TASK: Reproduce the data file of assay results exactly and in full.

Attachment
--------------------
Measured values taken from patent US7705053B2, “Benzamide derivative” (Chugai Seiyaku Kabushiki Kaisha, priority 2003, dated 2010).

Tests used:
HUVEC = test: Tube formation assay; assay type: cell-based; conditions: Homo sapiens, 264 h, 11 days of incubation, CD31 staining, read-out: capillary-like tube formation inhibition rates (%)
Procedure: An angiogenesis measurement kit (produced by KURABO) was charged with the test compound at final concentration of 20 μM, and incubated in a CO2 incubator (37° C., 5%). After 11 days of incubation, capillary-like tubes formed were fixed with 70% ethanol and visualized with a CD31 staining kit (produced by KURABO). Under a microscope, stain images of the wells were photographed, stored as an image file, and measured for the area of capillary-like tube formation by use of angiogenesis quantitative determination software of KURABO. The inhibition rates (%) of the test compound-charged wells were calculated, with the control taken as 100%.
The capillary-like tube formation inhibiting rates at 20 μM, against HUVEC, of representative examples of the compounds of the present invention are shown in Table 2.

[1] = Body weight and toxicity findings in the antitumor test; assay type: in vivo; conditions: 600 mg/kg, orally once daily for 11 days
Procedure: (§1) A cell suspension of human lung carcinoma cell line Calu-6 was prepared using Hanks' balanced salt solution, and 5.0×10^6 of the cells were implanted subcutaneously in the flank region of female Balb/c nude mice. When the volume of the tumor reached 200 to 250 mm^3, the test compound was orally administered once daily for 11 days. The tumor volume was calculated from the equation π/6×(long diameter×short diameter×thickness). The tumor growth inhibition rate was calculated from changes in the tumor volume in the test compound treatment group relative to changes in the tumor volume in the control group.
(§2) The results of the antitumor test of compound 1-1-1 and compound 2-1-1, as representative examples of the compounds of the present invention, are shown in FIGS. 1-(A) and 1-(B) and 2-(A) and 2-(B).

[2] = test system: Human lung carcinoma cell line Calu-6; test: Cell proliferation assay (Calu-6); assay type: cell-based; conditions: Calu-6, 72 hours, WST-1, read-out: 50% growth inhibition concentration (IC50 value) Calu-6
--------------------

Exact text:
Measured values taken from patent US7705053B2, “Benzamide derivative” (Chugai Seiyaku Kabushiki Kaisha, priority 2003, dated 2010).

Tests used:
HUVEC = test: Tube formation assay; assay type: cell-based; conditions: Homo sapiens, 264 h, 11 days of incubation, CD31 staining, read-out: capillary-like tube formation inhibition rates (%)
Procedure: An angiogenesis measurement kit (produced by KURABO) was charged with the test compound at final concentration of 20 μM, and incubated in a CO2 incubator (37° C., 5%). After 11 days of incubation, capillary-like tubes formed were fixed with 70% ethanol and visualized with a CD31 staining kit (produced by KURABO). Under a microscope, stain images of the wells were photographed, stored as an image file, and measured for the area of capillary-like tube formation by use of angiogenesis quantitative determination software of KURABO. The inhibition rates (%) of the test compound-charged wells were calculated, with the control taken as 100%.
The capillary-like tube formation inhibiting rates at 20 μM, against HUVEC, of representative examples of the compounds of the present invention are shown in Table 2.

[1] = Body weight and toxicity findings in the antitumor test; assay type: in vivo; conditions: 600 mg/kg, orally once daily for 11 days
Procedure: (§1) A cell suspension of human lung carcinoma cell line Calu-6 was prepared using Hanks' balanced salt solution, and 5.0×10^6 of the cells were implanted subcutaneously in the flank region of female Balb/c nude mice. When the volume of the tumor reached 200 to 250 mm^3, the test compound was orally administered once daily for 11 days. The tumor volume was calculated from the equation π/6×(long diameter×short diameter×thickness). The tumor growth inhibition rate was calculated from changes in the tumor volume in the test compound treatment group relative to changes in the tumor volume in the control group.
(§2) The results of the antitumor test of compound 1-1-1 and compound 2-1-1, as representative examples of the compounds of the present invention, are shown in FIGS. 1-(A) and 1-(B) and 2-(A) and 2-(B).

[2] = test system: Human lung carcinoma cell line Calu-6; test: Cell proliferation assay (Calu-6); assay type: cell-based; conditions: Calu-6, 72 hours, WST-1, read-out: 50% growth inhibition concentration (IC50 value) Calu-6